We've explored how the Great Recession has changed the dynamic in many households. MPR's Rupa Shenoy had a terrific piece this week on how more women than ever are the primary breadwinners, especially in Minnesota.
But here's the question: Is this a permanent shift? Will the changes that families are having to make last beyond the recession?
Some saw the shifts as temporary, a way to survive the recession. Others saw it lasting awhile as their spouse returns to school or changes careers.
"Nearly every woman I know (friend and family) is currently making more money than her husband / significant other, or is more educated," Lindsey Jackson, a Network source and health educator from Lindstrom wrote us.
Some viewed it as a permanent and necessary change.
"We could not function at our current standard of living if my wife did not continue to work. She has surpassed my highest wage ever and enjoys her work," said Shawn Hanna of Minneapolis.
My retirement income is now approx. 1/3 of our household income and hers is the other 2/3. This is a long-term change and we should be able to continue with this arrangement for another 5+ years until she retires. Seeing my wife excel in her field has been wonderful experience. Far from feeling less of a man when she surpassed me, I felt fulfilled. She suffered financially as a low paid teacher and now still teaches (in a way) and is compensated accordingly higher. I simply take the gender out of my thinking.Much of the current circumstance is driven by the deep losses in male dominated industries, especially manufacturing, the hardest hit sector in Minnesota. That created a "he-cession" but new research indicates the gap has closed in Minnesota.Bao Vang, a leadership program coordinator from St. Paul, told us about the shifts in her family economy."It's been tough being the sole breadwinner...What was a temporary arrangement is now a long term change. I only buy things for the kids (such as clothes) and not buy things for me or their dad, unless it is absolutely necessary. Our family was actually able to weather the economic downturn since we have been living off one income for the past three years, but it puts tremendous pressure of me to not lose my job."Click on the map icons below to read what others told us about their situations.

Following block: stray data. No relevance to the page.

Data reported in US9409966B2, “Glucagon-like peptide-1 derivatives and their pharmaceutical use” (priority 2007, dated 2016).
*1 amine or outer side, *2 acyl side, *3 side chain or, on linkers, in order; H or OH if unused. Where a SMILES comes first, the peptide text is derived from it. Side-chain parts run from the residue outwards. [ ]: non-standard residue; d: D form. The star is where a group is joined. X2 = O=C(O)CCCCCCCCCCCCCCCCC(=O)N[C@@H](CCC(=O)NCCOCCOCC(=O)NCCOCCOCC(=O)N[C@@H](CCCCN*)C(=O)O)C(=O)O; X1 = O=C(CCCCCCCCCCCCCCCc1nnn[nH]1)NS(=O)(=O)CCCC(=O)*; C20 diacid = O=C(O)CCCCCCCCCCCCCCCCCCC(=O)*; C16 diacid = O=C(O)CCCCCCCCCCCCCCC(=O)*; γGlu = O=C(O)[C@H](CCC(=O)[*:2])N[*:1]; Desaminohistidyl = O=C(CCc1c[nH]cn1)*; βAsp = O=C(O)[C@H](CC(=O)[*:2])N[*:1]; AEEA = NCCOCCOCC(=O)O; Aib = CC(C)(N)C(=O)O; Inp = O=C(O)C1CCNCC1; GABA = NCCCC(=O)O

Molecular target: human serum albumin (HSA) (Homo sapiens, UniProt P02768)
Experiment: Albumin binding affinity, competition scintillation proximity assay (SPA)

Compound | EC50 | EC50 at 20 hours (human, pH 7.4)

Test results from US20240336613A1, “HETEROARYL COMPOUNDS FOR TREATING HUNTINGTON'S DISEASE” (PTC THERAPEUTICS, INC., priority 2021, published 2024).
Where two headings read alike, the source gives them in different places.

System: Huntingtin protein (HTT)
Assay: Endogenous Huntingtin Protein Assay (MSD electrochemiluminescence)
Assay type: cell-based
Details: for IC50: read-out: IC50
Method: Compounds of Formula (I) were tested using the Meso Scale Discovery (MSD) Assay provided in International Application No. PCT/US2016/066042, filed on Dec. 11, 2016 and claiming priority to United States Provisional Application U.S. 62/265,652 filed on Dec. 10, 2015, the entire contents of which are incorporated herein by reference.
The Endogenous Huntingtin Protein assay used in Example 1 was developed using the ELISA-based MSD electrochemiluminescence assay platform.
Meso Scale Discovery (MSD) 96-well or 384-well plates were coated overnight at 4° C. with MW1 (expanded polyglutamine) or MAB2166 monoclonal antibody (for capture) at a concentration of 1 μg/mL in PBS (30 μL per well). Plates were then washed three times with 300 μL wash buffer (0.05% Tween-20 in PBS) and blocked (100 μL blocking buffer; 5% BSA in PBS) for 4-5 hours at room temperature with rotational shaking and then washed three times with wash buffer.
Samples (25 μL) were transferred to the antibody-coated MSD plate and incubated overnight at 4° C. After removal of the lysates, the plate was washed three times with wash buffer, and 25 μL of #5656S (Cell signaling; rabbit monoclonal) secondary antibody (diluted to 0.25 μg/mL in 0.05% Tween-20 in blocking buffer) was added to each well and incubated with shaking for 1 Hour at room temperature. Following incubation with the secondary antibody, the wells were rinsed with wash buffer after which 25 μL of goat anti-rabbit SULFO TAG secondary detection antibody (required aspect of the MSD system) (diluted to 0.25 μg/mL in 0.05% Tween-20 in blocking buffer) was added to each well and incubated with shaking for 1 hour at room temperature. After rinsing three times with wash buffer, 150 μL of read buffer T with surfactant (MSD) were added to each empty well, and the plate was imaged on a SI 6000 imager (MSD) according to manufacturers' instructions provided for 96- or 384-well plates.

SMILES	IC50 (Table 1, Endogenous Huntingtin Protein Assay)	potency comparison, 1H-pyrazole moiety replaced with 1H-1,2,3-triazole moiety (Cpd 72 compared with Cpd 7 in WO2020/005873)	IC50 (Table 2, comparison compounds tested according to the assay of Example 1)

For some, the need to bring in an income runs deeper than economics.
"I have always made more money and carried the health insurance benefits," said Sheri Lechner, a clinic directory from Savage.
"My dad died when I was 15 and my mom could barely get by to support 3 daughters. She had only a high school education (same as my dad) but he had always made more money and had the job with benefits," she wrote us. "I always knew I did not want to depend on anyone else to support me."
Tell us your story about the changing economic roles in your home.
We all need a good story in this recession. We haven't had many. Here's one.
Kim Otterson always loved this land, 140 acres of rolling fields and trees in central Minnesota, from the day she walked it as a newlywed to the day she gave it up in divorce. She's come back now, for a few months, to ride out the recession with her ex-husband's widow.